Book Review: Time Holschlag's
Smallmouth Fly Fishing
Review written by Troy Winebarger (Shoalieman)
Having previously read Stream Smallmouth Fishing, also written by
Tim Holschlag, I was pretty sure this writing would also be worth my
while. After just a few chapters of
Fly Fishing, it was evident my feelings were correct. Fly
fishing enthusiasts of all levels of experience will find this work
enjoyable and informative.
The author covers far too many techniques,
methods, and ideas for me to hit on all of them in a review format.
However, I found the guidance on pursuing big smallmouths quite
Firstly, key on the top or bottom of the water
column if you desire hooking up with a porkster bronzeback.
Topwaters are most effective when depths are five feet or less. If
the trophy fish have seen too many flies on top, begin scraping the
bottom and many can then be fooled in this manner.
Secondly, stay late if you want to end the day
with a trophy. The river that was seemingly dead at 4 PM often comes
to life near dusk. A sunset angler can often cast to the hawg that
was invisible during the intense afternoon sunlight.
While studying this instruction manual on using
the long rod for bronze, I was pleasantly surprised to receive a
history lesson. Did you know that as early as 1785, there were
anglers fly fishing for smallies on rivers around Montreal, Quebec?
I will bet you were unaware that wealthy gents would dress up in
some of their finest attire to go chase smallmouths on the long rod.
Could you imagine a fellow, in a suit and tie, wade fishing a river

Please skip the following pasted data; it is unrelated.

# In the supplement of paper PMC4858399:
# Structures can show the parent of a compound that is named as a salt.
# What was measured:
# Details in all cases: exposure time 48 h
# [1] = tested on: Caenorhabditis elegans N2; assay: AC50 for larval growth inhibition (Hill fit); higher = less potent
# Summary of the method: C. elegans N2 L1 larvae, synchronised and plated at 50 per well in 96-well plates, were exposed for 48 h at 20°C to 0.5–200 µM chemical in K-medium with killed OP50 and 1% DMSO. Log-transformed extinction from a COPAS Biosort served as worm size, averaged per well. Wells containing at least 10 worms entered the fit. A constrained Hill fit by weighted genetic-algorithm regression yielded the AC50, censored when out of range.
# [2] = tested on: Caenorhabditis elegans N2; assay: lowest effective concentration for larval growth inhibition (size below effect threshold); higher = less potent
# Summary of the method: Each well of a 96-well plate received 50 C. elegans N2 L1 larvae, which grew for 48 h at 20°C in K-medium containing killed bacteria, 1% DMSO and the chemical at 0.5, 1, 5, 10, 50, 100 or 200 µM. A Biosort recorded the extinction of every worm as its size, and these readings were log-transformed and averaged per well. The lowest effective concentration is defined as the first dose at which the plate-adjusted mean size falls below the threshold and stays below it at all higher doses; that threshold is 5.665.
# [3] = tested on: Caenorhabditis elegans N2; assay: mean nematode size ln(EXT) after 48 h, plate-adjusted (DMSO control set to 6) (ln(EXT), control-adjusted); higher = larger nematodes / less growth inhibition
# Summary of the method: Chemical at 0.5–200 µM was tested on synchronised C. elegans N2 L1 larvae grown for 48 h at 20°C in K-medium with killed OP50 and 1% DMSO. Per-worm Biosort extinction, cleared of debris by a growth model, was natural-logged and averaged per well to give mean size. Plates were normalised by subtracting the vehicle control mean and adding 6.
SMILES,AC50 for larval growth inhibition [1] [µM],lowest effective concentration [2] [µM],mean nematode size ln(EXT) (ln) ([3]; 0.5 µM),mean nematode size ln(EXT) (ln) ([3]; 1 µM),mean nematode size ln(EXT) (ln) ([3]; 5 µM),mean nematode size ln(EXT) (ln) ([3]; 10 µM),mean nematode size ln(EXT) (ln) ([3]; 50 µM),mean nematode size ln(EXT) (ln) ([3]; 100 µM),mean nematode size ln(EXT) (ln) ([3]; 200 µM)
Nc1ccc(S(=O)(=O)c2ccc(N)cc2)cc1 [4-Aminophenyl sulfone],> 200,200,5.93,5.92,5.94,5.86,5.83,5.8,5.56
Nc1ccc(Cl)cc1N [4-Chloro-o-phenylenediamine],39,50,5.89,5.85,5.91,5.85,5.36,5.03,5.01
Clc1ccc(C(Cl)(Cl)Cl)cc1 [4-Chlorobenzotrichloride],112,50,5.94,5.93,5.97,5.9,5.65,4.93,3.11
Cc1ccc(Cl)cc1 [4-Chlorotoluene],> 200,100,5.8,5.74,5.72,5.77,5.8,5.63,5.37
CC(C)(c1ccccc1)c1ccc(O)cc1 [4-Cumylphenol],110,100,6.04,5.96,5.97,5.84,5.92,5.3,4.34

in our day and time? The 1920s and 30s were the first golden age of
smallmouth fly fishing.
Also, the author did not hesitate to point out
that chasing trout and bronzebacks on the fly are very different
matters. Another well known writer and fly angler, Harry Murray,
also mentioned that they are not exactly the same. In a nutshell,
trout are more geared to small insect-like clear water offerings
whereas smallies tend toward bigger, flashier, and more minnow-like
Please do not feel left out shoal bass lovers!
The information shared will work just fine for chasing the
tiger-striped “deep south smallmouth” too.
In closing, Smallmouth Fly Fishing
is a book each and every fly fishing enthusiast can benefit from.
Heck, there is even a section dedicated to locating the finest
bronze fisheries in North America. This writing represents about 40
years of the life of Tim Holschlag; the book is really three volumes
packed into one convenient package. There is no doubt it is a fine
addition to the library of any long rod enthusias.